A number of months back I was asked by my employer to evaluate the 3Com / Digium Asterisk Appliance. I have reproduced it here in the event that others might find this useful.
First off, the good points. The user interface is easy to use, and not difficult to configure. A lot of the stuff that needs to be configured are obvious to configure. The default configuration with some minor tweaks would probably work for the vast majority of small-business users. I was also, in addition to playing with the two phones provided, readily able to configure two third-party SIP user agents: a Linksys PAP2-NA analog adaptor, and a Grandstream BudgeTone 101 (a SIP phone that can be had for $40). Being as the platform is, fundamentally, Asterisk, this was expected.
I love the Polycom SoundPoint IP-330 phone. It is solid, and being of similar parentage to the old Shoreline IP-100 phones has a similar solid feel and Polycom’s amazing speakerphone. The audio quality on the 330 is simply amazing. What is more amazing to me is that you can get the IP-330 from retailers for well under $150 (I don’t know what our prices would be), and even as low as $109. (Personal note: Polycom still sells a variation of what was the IP-100 for SIP called the IP-501, and it sells for around $200).
I wish I could be as enthusiastic about the 3COM phone. It is a decent phone, audio quality is good, but it has a “cheaper” feel than the Polycom phone. It performed well. The plastic stand seems easily broken.. in fact, when assembled it makes an alarming “snap” sound that feels like it might not hold up to repeated repositioning.
Configuring SIP and IAX trunks from providers is easy. I was able to span from both my personal Asterisk system at home and a SIP provider that was not listed in their defaults.
Problems: I observed (audible, not via packet analysis) some packet loss and jitter just on the isolated network. I can’t imagine what would be causing hearable dropped packets on a network that consisted of the Asterisk Appliance, the 3COM PoE switch, and two phones. I didn’t look at things on the wire, so this could be (and this is what kinda frightens me) problems with the codec engine in the Appliance itself.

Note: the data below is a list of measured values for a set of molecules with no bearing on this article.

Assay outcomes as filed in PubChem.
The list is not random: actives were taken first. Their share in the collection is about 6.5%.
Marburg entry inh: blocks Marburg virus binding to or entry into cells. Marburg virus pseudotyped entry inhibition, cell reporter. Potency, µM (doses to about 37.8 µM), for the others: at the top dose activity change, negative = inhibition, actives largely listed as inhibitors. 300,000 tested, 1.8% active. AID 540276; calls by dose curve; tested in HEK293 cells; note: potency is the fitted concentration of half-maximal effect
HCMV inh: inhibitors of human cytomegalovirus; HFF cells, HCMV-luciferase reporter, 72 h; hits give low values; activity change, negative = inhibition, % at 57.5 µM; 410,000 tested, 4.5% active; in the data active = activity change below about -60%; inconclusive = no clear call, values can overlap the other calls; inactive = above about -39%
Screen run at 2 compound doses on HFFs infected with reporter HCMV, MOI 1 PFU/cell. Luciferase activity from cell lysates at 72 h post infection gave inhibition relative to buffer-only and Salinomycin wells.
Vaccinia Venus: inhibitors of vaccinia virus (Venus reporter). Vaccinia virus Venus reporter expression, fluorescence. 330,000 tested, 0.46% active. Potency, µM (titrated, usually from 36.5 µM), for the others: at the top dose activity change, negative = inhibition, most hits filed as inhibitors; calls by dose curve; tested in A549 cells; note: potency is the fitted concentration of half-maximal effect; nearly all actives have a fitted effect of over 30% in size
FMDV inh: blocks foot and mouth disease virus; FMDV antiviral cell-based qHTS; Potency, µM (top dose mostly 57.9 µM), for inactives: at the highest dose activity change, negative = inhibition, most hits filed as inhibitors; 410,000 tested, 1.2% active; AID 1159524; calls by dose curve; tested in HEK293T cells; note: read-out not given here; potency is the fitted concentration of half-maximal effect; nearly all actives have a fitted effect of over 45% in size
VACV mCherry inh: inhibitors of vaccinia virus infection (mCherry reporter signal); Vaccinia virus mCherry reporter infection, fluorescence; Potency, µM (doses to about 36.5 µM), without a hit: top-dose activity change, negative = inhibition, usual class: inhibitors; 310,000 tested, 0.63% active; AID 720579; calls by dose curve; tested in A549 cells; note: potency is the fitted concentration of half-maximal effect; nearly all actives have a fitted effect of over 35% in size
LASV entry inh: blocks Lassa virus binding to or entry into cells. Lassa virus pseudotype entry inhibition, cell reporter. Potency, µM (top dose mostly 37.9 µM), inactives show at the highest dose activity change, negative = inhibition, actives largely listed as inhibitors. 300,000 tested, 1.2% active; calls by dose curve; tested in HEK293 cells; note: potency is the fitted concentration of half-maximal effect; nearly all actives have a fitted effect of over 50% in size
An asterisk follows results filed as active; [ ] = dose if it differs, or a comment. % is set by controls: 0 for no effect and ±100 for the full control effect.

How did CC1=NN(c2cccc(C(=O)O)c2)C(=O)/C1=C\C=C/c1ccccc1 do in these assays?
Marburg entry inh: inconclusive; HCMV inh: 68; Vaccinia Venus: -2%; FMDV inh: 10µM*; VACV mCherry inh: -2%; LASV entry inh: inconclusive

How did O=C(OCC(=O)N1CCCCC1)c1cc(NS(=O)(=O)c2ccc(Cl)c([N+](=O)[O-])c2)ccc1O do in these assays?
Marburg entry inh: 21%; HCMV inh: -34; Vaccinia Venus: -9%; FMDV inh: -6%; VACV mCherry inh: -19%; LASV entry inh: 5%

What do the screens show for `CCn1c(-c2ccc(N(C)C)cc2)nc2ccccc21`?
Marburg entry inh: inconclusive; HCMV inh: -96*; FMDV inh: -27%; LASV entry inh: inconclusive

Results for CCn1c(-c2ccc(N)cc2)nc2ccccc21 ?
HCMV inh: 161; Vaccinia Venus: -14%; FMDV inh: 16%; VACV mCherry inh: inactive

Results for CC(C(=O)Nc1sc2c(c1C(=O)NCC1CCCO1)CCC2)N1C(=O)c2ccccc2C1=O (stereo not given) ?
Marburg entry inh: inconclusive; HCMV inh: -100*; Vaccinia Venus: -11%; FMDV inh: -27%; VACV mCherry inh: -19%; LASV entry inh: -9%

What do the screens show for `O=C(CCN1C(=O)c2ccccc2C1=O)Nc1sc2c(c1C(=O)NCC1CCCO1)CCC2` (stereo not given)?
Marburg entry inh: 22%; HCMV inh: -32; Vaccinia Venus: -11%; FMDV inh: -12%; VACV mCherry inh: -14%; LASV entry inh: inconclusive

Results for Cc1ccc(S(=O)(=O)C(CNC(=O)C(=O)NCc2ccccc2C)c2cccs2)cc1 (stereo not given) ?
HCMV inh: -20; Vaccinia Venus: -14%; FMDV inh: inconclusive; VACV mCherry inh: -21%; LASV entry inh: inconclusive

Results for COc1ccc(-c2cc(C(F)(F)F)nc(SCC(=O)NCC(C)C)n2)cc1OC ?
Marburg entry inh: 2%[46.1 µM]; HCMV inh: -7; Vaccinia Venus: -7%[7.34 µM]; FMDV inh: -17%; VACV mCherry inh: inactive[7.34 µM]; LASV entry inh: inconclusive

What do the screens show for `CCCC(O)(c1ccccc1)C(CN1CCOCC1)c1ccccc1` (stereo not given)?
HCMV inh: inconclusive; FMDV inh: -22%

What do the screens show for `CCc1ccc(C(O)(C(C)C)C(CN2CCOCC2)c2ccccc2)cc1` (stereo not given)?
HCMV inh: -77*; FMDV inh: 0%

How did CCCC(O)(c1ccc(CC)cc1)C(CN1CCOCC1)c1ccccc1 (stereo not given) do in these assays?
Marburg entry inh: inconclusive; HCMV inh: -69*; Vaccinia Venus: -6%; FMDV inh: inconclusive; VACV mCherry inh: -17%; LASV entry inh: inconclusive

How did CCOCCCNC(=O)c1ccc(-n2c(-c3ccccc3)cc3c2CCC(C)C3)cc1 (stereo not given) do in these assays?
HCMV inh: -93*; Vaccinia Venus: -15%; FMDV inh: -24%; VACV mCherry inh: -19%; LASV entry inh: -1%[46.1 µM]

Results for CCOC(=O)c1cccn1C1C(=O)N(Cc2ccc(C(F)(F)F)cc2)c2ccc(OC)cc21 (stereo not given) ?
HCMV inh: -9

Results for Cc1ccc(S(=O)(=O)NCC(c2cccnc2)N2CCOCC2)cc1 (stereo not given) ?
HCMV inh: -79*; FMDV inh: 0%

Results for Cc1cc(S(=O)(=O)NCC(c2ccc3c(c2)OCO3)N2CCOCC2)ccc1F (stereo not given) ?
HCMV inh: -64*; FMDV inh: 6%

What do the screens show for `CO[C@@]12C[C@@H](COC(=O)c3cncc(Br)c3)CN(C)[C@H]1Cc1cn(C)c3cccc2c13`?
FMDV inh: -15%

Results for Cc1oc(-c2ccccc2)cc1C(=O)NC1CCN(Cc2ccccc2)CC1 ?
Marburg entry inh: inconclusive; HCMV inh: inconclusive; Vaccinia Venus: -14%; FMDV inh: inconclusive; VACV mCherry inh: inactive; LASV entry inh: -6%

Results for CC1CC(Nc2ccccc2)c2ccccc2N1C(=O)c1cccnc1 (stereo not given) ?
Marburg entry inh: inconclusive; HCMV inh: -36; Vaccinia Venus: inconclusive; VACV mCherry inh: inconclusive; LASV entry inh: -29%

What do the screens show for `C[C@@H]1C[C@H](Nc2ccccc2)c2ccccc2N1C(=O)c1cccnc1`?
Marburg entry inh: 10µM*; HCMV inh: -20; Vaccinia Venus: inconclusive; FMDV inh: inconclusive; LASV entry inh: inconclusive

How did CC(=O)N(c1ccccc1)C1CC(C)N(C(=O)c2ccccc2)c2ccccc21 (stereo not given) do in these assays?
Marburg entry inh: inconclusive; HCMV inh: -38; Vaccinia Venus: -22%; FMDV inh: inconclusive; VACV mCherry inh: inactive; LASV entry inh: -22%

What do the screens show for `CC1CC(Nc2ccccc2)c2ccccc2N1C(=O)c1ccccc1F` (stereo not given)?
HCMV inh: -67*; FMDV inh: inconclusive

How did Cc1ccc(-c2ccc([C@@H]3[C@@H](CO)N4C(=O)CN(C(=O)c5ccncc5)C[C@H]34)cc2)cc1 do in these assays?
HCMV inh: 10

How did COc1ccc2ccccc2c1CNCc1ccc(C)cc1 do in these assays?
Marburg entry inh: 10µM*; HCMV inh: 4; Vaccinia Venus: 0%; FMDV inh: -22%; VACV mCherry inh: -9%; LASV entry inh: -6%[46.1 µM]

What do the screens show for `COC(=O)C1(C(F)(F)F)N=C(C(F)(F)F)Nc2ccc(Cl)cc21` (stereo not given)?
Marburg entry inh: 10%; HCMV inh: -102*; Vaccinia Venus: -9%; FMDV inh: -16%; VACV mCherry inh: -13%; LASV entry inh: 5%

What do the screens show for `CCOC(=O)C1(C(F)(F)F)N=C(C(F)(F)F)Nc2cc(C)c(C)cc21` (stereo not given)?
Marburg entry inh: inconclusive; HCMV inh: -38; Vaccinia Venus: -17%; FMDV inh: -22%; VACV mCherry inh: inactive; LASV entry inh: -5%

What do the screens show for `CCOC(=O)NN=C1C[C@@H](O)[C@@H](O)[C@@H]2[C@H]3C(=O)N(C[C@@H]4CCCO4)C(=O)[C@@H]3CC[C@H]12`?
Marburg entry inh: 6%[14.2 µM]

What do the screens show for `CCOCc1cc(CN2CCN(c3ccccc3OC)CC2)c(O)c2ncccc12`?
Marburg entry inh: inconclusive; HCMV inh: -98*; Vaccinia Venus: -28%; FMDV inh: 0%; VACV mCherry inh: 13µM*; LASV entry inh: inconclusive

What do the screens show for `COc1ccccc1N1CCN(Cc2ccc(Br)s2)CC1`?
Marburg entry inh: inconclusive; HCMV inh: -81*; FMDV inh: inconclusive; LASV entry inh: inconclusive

The Appliance has a “cheap” SOHO feel to it, not unlike 3COM (and competitors) home networking products. I don’t know what costs are, but if I was a customer paying more than $400 for this piece of equipment I’d wonder what I was getting for my money. The case is lightweight plastic, and the device does not weigh more than a pound soaking wet. Given that I know the retail price of these devices is upwards of $1,500, it does not meet the expectations of what I would expect a similarly priced device to cost. (As a comparison, the PoE switch provided, a 3COM 4210, costs in the $300 range and is made of metal, rack-mountable with optional hardware, and “looks” like professional networking equipment). In short, it looks like a $200 SOHO router toy, not a $2,000 serious PBX.
Also, the Appliance runs very warm. This is reflected in the installation documents, which stresses even specific directions the device should be mounted. I’d be concerned putting this device in a phone room typical of the kinds of clients we’d be looking at without any kind of active cooling. I can appreciate the desire to create a device with no moving parts, however given the environments we sometimes find equipment in (especially in the small business sphere, where dedicated server rooms with air conditioning are uncommon) I’d be concerned about leaving it with no artificial airflow.